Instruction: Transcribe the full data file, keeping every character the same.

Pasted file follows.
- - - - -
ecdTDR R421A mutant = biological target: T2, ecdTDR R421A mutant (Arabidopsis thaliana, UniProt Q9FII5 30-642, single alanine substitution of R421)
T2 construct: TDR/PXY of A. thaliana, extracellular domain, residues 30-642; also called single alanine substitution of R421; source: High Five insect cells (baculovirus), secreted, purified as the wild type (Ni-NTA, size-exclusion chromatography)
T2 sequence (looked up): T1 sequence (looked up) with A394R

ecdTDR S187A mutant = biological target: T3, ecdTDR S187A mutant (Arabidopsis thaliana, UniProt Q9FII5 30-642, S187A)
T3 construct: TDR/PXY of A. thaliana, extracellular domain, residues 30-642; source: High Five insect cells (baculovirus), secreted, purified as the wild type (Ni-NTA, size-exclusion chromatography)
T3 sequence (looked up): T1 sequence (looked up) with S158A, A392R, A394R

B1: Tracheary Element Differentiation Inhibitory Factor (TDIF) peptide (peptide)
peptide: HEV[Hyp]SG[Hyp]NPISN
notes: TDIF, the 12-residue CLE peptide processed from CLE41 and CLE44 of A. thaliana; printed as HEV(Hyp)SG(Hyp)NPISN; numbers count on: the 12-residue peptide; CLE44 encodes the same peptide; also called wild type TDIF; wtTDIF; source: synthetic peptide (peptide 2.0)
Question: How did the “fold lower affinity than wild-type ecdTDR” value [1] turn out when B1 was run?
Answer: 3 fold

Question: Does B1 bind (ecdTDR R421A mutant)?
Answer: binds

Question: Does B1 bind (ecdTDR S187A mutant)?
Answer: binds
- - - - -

ecdTDR R421A mutant = biological target: T2, ecdTDR R421A mutant (Arabidopsis thaliana, UniProt Q9FII5 30-642, single alanine substitution of R421)
T2 construct: TDR/PXY of A. thaliana, extracellular domain, residues 30-642; also called single alanine substitution of R421; source: High Five insect cells (baculovirus), secreted, purified as the wild type (Ni-NTA, size-exclusion chromatography)
T2 sequence (looked up): T1 sequence (looked up) with A394R

ecdTDR S187A mutant = biological target: T3, ecdTDR S187A mutant (Arabidopsis thaliana, UniProt Q9FII5 30-642, S187A)
T3 construct: TDR/PXY of A. thaliana, extracellular domain, residues 30-642; source: High Five insect cells (baculovirus), secreted, purified as the wild type (Ni-NTA, size-exclusion chromatography)
T3 sequence (looked up): T1 sequence (looked up) with S158A, A392R, A394R

B1: Tracheary Element Differentiation Inhibitory Factor (TDIF) peptide (peptide)
peptide: HEV[Hyp]SG[Hyp]NPISN
notes: TDIF, the 12-residue CLE peptide processed from CLE41 and CLE44 of A. thaliana; printed as HEV(Hyp)SG(Hyp)NPISN; numbers count on: the 12-residue peptide; CLE44 encodes the same peptide; also called wild type TDIF; wtTDIF; source: synthetic peptide (peptide 2.0)
Question: How did the “fold lower affinity than wild-type ecdTDR” value [1] turn out when B1 was run?
Answer: 3 fold

Question: Does B1 bind (ecdTDR R421A mutant)?
Answer: binds

Question: Does B1 bind (ecdTDR S187A mutant)?
Answer: binds